In truth, corruption, evil, and sin are learned by mankind from the world. Notice 1John 2:16 - "For all that is in the world, the lust of the flesh and the lust of the eyes and the boastful pride of life, is not from the Father, but is from the world." God does not send souls into the world preinstalled with these wicked tendencies, but these are the things of the world that corrupt the pure souls that God creates. Man is not sinful by nature, but he learns sin as a "second nature."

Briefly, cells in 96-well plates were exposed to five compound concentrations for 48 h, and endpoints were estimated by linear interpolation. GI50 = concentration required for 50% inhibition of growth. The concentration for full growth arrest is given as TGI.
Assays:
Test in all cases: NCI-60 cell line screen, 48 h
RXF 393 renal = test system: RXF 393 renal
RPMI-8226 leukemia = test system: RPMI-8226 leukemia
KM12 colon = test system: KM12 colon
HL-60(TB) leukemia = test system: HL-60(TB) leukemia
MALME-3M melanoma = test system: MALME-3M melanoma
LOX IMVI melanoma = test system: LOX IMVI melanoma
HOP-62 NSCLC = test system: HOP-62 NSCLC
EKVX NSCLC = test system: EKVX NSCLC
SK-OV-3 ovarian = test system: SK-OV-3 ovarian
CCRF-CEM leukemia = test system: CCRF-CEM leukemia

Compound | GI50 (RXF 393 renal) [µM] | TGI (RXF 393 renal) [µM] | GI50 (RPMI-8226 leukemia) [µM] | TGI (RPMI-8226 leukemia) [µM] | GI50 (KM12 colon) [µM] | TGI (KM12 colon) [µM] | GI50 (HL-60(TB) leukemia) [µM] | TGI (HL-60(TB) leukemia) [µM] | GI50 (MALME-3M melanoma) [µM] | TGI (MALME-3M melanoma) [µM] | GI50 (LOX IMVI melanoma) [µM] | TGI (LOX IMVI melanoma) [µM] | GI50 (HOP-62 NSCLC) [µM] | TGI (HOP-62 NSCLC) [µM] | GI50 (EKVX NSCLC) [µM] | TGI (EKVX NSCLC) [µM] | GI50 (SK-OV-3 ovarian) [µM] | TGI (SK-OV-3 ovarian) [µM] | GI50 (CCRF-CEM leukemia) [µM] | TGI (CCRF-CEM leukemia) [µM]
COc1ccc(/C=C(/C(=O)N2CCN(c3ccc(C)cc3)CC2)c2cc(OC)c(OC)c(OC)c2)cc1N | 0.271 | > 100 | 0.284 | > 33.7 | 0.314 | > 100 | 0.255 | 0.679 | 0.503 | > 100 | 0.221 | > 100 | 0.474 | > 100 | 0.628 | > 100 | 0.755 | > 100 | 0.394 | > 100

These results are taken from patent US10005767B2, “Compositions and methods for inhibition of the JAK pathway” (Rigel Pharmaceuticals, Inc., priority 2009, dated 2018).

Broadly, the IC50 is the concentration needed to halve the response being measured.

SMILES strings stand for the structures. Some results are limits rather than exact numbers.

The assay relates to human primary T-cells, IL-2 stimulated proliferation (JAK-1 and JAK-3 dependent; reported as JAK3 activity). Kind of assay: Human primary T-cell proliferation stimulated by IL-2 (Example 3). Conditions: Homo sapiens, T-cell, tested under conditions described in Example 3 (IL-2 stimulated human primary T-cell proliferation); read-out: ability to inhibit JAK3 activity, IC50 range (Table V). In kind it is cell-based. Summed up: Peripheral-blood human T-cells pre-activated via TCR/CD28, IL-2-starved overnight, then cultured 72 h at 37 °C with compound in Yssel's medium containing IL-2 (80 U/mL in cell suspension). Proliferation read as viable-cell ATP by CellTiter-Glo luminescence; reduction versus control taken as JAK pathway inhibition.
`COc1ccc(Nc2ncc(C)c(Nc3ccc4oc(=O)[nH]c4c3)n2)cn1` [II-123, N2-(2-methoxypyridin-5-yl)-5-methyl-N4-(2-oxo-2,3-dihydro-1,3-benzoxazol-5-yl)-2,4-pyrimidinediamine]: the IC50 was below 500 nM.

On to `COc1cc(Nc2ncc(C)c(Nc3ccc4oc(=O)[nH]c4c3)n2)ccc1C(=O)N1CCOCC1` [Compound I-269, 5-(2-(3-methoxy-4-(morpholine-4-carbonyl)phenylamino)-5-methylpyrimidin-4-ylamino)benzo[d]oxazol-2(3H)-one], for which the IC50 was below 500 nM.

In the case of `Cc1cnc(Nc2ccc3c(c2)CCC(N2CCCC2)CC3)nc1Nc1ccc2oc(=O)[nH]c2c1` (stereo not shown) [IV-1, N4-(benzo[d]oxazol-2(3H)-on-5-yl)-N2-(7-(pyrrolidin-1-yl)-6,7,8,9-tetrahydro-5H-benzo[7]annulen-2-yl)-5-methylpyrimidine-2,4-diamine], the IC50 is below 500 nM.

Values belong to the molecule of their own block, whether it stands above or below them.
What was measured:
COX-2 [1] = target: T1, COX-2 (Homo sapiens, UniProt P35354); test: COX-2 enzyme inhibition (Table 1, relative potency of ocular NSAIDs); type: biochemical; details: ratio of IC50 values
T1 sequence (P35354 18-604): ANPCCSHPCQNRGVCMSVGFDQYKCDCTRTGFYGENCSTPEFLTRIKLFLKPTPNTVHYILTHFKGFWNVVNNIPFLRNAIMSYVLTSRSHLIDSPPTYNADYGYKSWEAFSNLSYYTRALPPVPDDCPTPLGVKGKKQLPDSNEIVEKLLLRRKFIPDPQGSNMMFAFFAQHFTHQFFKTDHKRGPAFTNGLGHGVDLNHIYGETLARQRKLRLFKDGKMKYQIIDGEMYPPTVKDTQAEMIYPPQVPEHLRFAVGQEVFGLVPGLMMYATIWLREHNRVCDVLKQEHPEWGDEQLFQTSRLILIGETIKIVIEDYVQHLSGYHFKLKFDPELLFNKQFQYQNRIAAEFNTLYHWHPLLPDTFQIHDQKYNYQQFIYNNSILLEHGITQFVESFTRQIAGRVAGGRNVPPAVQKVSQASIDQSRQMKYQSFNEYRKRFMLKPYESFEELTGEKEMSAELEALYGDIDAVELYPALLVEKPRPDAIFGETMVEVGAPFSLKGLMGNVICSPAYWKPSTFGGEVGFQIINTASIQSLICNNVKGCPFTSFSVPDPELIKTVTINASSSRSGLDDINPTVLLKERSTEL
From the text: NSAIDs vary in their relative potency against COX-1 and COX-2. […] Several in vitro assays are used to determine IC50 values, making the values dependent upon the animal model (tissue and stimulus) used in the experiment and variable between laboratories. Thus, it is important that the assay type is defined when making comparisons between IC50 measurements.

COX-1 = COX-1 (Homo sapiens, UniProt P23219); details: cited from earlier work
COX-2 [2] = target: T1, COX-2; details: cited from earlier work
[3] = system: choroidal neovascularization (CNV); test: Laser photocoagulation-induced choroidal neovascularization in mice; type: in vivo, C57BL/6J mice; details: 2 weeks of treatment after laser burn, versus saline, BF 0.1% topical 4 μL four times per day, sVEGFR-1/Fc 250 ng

Thankfully, God gives us an opportunity to strip away the corruption that we have learned from the world and start anew. Notice 2Peter 1:4 - "For by these He has granted to us His precious and magnificent promises, in order that by them you might become partakers of the divine nature, having escaped the corruption that is in the world by lust." In this verse, the phrase "by these" refers to the things mentioned in the previous verse - "God's divine power," "everything pertaining to life and godliness," and "the knowledge of Him who called us." By these things, we can undo the damage that has been done to us through the things of the world.